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When you are selling shares in your business, the buyer will want you to provide warranties to guarantee the value of the shares. Seller warranties (also known as vendor warranties) are promises you make about the shares. For example, that you have disclosed all relevant matters at the time of sale. If you breach a warranty, it may allow the buyer to claim damages or walk away from the sale.

However, you do not want to give away too much. This article describes some simple ways that a seller can limit their liability for warranty claims made by the buyer.

Check Carefully

If the buyer has drafted the warranties, they will usually be fairly extensive and catch-all. Therefore, in this case, it is important that you read them carefully, with input from your legal adviser. Once you agree to the sale, you will be promising to uphold those warranties.

If the warranties are not accurate, you should raise the issue before signing the share sale agreement. You will need to do this in writing so it is on record.

Furthermore, ensure that you agree with the warranties from the point of signing the contract, not just at the final completion and share transfer date. If any issues arise between signing and completion, you will need to raise them.

Limit the Warranties

You do not need to give a warranty regarding every single matter concerning the shares. Instead, limit the seller warranties to those issues that will have a significant impact on the value of shares. This also means writing warranties as specific as possible. It is best to avoid broad catch-all or forward-looking statements.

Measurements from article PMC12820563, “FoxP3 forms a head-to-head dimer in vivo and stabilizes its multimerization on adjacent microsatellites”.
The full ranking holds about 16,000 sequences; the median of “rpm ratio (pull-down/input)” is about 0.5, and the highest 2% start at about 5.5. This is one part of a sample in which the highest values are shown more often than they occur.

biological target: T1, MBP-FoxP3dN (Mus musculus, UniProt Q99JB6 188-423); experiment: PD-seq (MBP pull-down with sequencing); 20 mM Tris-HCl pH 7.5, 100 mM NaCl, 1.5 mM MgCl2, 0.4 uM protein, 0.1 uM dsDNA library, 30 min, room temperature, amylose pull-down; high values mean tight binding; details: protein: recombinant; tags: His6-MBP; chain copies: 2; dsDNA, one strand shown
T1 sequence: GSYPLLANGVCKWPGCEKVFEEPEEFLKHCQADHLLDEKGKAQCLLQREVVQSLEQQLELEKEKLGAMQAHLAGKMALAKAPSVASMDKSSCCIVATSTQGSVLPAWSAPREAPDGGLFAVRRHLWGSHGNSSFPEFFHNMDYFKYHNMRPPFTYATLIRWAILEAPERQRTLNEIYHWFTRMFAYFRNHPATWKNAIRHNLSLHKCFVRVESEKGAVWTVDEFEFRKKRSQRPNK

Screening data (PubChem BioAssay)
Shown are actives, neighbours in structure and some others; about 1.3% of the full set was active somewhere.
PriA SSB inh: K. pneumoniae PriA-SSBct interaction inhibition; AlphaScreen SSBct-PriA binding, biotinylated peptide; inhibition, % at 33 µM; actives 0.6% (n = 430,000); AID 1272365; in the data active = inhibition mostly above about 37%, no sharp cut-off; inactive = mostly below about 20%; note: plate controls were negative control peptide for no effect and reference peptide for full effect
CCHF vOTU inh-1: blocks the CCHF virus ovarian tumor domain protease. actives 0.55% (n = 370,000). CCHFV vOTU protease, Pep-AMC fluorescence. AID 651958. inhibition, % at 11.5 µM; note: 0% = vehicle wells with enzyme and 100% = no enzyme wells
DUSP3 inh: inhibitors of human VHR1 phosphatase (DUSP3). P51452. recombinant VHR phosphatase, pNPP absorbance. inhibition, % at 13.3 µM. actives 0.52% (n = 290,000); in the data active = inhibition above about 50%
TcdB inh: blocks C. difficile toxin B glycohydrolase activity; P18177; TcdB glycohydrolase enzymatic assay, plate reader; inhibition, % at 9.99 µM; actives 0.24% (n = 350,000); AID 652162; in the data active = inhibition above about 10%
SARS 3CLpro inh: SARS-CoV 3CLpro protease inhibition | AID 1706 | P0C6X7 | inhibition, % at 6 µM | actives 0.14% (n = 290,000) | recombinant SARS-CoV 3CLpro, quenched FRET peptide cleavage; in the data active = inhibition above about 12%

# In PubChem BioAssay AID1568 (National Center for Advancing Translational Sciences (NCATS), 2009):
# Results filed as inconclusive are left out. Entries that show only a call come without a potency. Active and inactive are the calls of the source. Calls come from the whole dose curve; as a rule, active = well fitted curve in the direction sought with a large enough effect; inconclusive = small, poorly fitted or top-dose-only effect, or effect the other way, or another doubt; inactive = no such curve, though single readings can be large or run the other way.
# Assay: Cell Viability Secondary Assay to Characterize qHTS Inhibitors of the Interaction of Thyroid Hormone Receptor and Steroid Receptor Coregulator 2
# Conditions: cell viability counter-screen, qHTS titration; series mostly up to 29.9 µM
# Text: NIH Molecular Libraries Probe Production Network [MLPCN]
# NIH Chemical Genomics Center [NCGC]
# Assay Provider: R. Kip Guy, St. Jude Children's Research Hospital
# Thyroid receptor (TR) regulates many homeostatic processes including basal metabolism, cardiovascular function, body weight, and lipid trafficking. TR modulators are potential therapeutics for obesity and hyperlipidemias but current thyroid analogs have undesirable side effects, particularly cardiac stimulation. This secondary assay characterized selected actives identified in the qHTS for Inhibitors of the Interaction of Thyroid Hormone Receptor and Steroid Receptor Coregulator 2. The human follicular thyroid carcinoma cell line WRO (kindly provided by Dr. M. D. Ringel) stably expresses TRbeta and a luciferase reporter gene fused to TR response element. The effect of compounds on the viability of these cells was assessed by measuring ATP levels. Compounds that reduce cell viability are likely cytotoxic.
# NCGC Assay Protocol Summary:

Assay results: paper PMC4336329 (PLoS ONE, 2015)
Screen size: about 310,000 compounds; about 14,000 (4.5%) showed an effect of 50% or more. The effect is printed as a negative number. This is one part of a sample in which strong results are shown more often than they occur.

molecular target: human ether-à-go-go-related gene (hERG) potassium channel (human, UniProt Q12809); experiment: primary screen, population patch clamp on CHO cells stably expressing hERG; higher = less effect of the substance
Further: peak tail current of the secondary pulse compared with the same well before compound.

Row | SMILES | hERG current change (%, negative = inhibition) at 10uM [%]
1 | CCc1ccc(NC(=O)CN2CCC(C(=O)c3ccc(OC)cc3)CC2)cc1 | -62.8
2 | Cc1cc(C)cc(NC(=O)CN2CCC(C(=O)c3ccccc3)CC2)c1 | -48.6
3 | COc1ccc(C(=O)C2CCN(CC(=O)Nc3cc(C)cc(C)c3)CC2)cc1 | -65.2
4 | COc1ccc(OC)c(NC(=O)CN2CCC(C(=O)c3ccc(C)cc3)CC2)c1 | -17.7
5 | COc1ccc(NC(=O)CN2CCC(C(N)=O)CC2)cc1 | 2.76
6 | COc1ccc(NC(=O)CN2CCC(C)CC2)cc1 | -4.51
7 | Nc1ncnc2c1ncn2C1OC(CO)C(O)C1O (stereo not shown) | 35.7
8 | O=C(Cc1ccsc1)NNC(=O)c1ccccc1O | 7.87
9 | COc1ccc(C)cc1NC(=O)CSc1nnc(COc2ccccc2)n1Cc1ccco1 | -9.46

Another way to limit the scope of the warranties is to limit them to awareness. You can do this by including statements such as “to the Seller’s best knowledge” or the “the Seller is not aware”.

Make the Share Sale Agreement Final

You are likely to have made representations regarding the sale when you first propose to sell the shares and during negotiations. However, the share sale agreement should specify that only those seller warranties in the agreement apply. Furthermore, the agreement should also state that it forms the entire and complete agreement regarding the sale and that the buyer has acknowledged this.

Disclosures Qualify Warranties

Any disclosures that you make regarding the share sale should qualify the warranties that you give. That means if a disclosure suggests that a warranty is not 100% correct, that this ok because you have already disclosed this to the buyer. For example, if disclosure indicates that the business may have lower expected profits than initially assumed at the start of negotiations, the written disclosure you provide should state that it affects the relevant warranties. This way, the buyer will not be able to rely on those initial representations.

You should tightly control the disclosure process to keep track of disclosures. You can do this by either:

  • keeping a list of the documents disclosed;